In November of 1983 a man entered a military vehicle. He found himself in trouble and signaled for help. Although rescuers assisted him and administered oxygen almost immediately, it was not soon enough. Diagnosis: cardiac arrhythmia (irregular heart beats) followed by sudden death.

Two months earlier, a man entered into a confined space and was subsequently overcome. He was found unconscious by fellow workers, was taken to the hospital and remained hospitalized for a period of seven days. Medical tests confirmed cardiac arrhythmia.

Although neither of the above men had previous heart conditions, both experienced life threatening heart problems. The common elements in these two cases, as well as a number of similar incidents, include the following:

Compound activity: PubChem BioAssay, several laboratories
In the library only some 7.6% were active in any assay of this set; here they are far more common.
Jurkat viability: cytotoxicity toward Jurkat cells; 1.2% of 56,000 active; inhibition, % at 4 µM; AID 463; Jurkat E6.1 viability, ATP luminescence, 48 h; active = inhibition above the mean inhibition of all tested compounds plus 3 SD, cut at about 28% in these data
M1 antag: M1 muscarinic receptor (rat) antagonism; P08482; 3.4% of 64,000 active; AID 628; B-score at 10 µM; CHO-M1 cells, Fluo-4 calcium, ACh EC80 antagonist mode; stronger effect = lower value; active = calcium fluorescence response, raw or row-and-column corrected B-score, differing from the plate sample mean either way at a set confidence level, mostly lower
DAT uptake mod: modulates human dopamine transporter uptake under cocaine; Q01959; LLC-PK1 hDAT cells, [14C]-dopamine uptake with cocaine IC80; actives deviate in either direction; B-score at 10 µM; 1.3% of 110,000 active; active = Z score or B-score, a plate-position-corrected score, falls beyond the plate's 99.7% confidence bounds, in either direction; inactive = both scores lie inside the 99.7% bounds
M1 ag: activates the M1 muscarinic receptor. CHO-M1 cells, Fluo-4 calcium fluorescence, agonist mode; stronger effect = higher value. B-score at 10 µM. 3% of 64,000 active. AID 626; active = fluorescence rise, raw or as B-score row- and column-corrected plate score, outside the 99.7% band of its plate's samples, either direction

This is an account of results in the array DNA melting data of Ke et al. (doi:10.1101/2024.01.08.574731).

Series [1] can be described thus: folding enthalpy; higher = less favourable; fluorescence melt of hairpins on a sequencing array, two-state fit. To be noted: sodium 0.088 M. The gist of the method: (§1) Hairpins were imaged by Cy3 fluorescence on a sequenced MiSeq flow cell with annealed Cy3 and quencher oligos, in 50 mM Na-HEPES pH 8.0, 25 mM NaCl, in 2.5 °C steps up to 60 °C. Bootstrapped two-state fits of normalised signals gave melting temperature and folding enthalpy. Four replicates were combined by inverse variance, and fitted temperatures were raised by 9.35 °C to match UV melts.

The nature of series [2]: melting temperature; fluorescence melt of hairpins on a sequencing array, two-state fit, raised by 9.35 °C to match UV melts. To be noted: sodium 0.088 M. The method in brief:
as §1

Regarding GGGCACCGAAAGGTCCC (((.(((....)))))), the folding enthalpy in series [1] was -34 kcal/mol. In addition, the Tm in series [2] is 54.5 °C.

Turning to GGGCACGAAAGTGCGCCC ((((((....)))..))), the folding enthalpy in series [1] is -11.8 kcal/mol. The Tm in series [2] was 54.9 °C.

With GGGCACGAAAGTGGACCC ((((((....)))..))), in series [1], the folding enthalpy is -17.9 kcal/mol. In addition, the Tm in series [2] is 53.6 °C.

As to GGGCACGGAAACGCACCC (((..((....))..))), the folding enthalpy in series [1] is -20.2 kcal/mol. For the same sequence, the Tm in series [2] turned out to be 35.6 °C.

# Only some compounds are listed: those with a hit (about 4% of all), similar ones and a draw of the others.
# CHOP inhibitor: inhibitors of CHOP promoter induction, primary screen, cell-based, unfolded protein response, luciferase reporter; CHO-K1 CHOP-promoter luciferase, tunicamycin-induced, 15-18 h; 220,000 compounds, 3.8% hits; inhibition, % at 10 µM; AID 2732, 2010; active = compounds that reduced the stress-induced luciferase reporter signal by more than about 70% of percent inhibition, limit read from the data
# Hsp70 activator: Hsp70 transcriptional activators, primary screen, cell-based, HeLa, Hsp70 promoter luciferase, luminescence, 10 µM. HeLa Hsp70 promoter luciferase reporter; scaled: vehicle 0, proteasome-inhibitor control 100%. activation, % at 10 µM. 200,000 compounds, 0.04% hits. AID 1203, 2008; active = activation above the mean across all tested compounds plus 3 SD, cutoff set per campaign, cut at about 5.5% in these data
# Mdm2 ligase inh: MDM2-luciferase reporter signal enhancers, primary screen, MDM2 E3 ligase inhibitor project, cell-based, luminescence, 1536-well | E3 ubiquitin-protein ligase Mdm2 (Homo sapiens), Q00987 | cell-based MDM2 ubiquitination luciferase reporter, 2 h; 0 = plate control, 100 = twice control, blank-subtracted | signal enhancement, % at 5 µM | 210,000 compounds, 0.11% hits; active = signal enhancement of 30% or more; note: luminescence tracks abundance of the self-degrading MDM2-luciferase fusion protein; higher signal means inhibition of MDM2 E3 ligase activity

1. The areas were insufficiently ventilated,
  2. The air within the areas was not tested,
  3. Personal protective equipment was not used,
  4. None of the persons experienced warning signs or symptoms (such as strong odors or irritations) to alert them of a hazard, and
  5. SIGNIFICANT AMOUNTS OF FLUOROCARBON 113 WERE USED OR PRESENT IN THE AREAS PRIOR TO THE INCIDENTS.

Although most fluorocarbons are considered low to moderately toxic, exposure to elevated concentrations of fluorocarbon 113 can rapidly cause serious irregular heart beats or heart stoppage.